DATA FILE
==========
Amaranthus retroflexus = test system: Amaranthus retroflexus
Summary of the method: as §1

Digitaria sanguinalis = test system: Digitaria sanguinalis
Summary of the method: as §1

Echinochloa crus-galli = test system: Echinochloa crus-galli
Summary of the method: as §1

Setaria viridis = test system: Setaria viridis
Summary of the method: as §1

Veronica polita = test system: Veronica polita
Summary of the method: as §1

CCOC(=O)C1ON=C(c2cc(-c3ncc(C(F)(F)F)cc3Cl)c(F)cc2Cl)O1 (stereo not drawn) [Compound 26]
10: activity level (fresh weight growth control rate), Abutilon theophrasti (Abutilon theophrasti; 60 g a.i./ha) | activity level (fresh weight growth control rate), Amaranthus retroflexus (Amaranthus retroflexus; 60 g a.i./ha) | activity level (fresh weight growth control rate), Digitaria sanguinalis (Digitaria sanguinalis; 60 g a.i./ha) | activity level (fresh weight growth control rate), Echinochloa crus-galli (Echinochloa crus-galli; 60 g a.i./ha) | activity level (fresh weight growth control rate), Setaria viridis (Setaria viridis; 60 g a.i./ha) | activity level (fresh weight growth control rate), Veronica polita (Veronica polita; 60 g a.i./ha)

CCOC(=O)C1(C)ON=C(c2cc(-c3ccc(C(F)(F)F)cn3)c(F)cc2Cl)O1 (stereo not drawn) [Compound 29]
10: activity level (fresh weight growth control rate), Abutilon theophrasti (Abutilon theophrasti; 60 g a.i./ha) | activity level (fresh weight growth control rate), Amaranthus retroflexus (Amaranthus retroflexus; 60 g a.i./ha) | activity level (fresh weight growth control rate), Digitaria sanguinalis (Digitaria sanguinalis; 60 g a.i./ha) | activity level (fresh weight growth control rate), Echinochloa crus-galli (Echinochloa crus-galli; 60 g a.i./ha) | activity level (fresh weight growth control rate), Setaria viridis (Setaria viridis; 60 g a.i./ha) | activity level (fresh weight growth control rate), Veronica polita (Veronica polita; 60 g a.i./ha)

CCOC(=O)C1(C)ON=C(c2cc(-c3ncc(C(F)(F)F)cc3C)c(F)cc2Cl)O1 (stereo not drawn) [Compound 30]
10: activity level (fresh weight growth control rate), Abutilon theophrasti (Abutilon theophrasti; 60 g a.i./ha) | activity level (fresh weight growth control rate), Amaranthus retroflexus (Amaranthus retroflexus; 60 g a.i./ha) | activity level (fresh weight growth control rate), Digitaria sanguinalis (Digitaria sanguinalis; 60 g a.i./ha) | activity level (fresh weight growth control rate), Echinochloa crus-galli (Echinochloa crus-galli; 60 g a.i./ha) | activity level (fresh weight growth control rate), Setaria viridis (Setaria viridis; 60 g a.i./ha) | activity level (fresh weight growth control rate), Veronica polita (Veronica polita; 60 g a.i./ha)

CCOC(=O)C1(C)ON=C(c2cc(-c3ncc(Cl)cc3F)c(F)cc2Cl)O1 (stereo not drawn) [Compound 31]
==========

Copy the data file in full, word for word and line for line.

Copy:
Amaranthus retroflexus = test system: Amaranthus retroflexus
Summary of the method: as §1

Digitaria sanguinalis = test system: Digitaria sanguinalis
Summary of the method: as §1

Echinochloa crus-galli = test system: Echinochloa crus-galli
Summary of the method: as §1

Setaria viridis = test system: Setaria viridis
Summary of the method: as §1

Veronica polita = test system: Veronica polita
Summary of the method: as §1

CCOC(=O)C1ON=C(c2cc(-c3ncc(C(F)(F)F)cc3Cl)c(F)cc2Cl)O1 (stereo not drawn) [Compound 26]
10: activity level (fresh weight growth control rate), Abutilon theophrasti (Abutilon theophrasti; 60 g a.i./ha) | activity level (fresh weight growth control rate), Amaranthus retroflexus (Amaranthus retroflexus; 60 g a.i./ha) | activity level (fresh weight growth control rate), Digitaria sanguinalis (Digitaria sanguinalis; 60 g a.i./ha) | activity level (fresh weight growth control rate), Echinochloa crus-galli (Echinochloa crus-galli; 60 g a.i./ha) | activity level (fresh weight growth control rate), Setaria viridis (Setaria viridis; 60 g a.i./ha) | activity level (fresh weight growth control rate), Veronica polita (Veronica polita; 60 g a.i./ha)

CCOC(=O)C1(C)ON=C(c2cc(-c3ccc(C(F)(F)F)cn3)c(F)cc2Cl)O1 (stereo not drawn) [Compound 29]
10: activity level (fresh weight growth control rate), Abutilon theophrasti (Abutilon theophrasti; 60 g a.i./ha) | activity level (fresh weight growth control rate), Amaranthus retroflexus (Amaranthus retroflexus; 60 g a.i./ha) | activity level (fresh weight growth control rate), Digitaria sanguinalis (Digitaria sanguinalis; 60 g a.i./ha) | activity level (fresh weight growth control rate), Echinochloa crus-galli (Echinochloa crus-galli; 60 g a.i./ha) | activity level (fresh weight growth control rate), Setaria viridis (Setaria viridis; 60 g a.i./ha) | activity level (fresh weight growth control rate), Veronica polita (Veronica polita; 60 g a.i./ha)

CCOC(=O)C1(C)ON=C(c2cc(-c3ncc(C(F)(F)F)cc3C)c(F)cc2Cl)O1 (stereo not drawn) [Compound 30]
10: activity level (fresh weight growth control rate), Abutilon theophrasti (Abutilon theophrasti; 60 g a.i./ha) | activity level (fresh weight growth control rate), Amaranthus retroflexus (Amaranthus retroflexus; 60 g a.i./ha) | activity level (fresh weight growth control rate), Digitaria sanguinalis (Digitaria sanguinalis; 60 g a.i./ha) | activity level (fresh weight growth control rate), Echinochloa crus-galli (Echinochloa crus-galli; 60 g a.i./ha) | activity level (fresh weight growth control rate), Setaria viridis (Setaria viridis; 60 g a.i./ha) | activity level (fresh weight growth control rate), Veronica polita (Veronica polita; 60 g a.i./ha)

CCOC(=O)C1(C)ON=C(c2cc(-c3ncc(Cl)cc3F)c(F)cc2Cl)O1 (stereo not drawn) [Compound 31]